Essay about Scenes in Shakespeare's Hamlet

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When one reflects on the questions they are asked in life, one of the most thought provoking questions is “what is your favorite movie?” Though a trivial question, one constantly finds oneself baffled trying to think of a movie in which they can truly say is their favorite. Once one comes up with an answer to this question, the preceding question is “why?” What is it that truly makes a movie great? One can argue the characters, or the story line that makes the movie great. But ultimately it is the memorable scenes in which make the movie ones favorite. It is the scenes that truly stand out above the other components of a movie or play. For this reason, numerous writers emphasize one or two scenes in which stand out from all the rest. This…show more content…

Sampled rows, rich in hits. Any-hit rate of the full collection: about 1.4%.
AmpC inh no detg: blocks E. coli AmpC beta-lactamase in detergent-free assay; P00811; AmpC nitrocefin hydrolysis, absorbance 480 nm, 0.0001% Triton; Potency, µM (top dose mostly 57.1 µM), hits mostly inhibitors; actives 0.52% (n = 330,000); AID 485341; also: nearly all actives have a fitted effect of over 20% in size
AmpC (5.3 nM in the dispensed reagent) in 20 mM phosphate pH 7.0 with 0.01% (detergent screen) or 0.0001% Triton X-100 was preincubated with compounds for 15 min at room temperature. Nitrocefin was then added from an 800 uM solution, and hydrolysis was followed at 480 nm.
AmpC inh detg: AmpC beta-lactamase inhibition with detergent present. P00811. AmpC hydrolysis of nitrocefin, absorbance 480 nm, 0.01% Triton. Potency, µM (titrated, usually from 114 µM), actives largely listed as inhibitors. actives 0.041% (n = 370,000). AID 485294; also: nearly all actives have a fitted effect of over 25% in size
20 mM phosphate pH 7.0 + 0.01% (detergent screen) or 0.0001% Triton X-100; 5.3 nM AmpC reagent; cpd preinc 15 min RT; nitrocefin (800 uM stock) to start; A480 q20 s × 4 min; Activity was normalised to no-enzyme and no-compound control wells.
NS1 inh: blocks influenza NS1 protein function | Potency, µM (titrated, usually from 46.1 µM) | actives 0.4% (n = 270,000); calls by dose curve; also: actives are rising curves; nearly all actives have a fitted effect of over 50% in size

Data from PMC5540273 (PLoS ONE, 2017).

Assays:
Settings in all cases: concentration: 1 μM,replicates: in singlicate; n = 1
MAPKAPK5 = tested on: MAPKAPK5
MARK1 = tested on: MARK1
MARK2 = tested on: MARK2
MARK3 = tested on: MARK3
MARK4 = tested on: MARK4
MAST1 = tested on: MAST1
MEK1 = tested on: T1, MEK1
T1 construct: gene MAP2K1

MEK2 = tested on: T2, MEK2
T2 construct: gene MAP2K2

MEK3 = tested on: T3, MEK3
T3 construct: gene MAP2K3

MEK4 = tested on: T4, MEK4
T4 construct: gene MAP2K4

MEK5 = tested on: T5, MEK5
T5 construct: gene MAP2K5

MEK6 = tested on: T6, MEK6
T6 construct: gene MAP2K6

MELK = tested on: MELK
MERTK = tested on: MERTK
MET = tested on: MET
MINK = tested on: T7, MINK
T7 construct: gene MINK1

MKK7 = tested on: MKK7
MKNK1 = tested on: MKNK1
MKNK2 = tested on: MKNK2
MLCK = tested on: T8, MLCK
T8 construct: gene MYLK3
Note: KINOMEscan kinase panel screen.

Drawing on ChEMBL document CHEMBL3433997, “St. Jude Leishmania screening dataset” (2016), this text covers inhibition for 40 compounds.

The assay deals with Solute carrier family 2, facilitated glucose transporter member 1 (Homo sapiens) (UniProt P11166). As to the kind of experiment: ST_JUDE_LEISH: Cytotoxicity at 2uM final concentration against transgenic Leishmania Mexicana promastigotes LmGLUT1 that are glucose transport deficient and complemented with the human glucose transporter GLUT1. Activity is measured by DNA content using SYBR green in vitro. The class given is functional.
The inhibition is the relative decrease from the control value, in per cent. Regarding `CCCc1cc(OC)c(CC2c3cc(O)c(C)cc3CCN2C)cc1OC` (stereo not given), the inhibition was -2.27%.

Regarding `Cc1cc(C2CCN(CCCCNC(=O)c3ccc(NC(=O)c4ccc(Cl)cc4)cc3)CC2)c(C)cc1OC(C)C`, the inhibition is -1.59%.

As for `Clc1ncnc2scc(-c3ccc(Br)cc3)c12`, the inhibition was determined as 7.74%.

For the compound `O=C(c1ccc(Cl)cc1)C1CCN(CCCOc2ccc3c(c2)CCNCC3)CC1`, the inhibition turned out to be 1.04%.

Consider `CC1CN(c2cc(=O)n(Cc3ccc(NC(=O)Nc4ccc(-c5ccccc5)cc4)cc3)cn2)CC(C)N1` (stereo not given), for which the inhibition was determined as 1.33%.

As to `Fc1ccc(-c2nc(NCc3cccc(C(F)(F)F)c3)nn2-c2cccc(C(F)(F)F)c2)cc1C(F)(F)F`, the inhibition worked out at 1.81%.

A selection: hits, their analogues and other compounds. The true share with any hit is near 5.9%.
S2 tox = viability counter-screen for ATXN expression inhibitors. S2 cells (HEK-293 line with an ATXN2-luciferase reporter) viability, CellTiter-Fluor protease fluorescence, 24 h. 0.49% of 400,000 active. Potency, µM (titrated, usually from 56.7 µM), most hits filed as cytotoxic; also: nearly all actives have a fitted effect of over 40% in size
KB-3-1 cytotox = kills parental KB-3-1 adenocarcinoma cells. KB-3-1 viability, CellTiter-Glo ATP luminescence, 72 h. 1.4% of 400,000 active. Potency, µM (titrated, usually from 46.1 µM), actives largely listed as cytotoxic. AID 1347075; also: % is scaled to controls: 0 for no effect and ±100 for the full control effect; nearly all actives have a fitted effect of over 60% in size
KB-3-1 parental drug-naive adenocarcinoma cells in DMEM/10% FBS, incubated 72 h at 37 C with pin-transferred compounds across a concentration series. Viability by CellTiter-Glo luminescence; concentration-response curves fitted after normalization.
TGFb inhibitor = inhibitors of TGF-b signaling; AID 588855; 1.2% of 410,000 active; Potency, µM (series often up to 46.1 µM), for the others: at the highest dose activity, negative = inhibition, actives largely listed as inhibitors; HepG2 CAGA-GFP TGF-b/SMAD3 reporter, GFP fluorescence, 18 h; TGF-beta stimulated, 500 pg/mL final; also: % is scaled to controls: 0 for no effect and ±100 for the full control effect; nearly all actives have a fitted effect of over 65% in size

Shakespeare utilizes the first act as the exposition act. In Hamlet one of the most important scenes occurs in the exposition act; act 1 scene 1. The play opens with Francisco and Bernard on top of a guard platform on the Elsinore castle gossiping about a ghost in which they have seen the past couple of nights. Francisco and Bernard have seen the ghost, while Horatio has not. Therefore Horatio questions the existence of the ghost and tells Francisco and Bernard to “Tush, tush, ’twill not appear” (Shakespeare 49) Horatio is hesitant to believe that such a ghost exists until the Horatio sees the ghost for the first time. As Horatio sees the ghost for the first time, he is initially frightened by the resemblance of the ghost to the appearance of King Hamlet. The similarity of the appearance makes the guards curious of whom in fact the ghost is. To find out, Marcellus asks Horatio to speak to the ghost. Horatio therefore “…[charges] thee, speak” (Shakespeare 50). However the ghost does not follow Horatio’s command, remains mysteriously silent, and eventually leaves the scene. Left confused, Horatio starts to fear the ghost. At the climax of Horatio’s fear, the ghost re-enters the scene causing Horatio to react by screaming “Stay, illusion! If thou hast any sound or use of voice, speak to me!” (Shakespeare 53). At this exact moment Horatio believes in the existence of the ghost. This is important to the characterization of Horatio because the audience learns that
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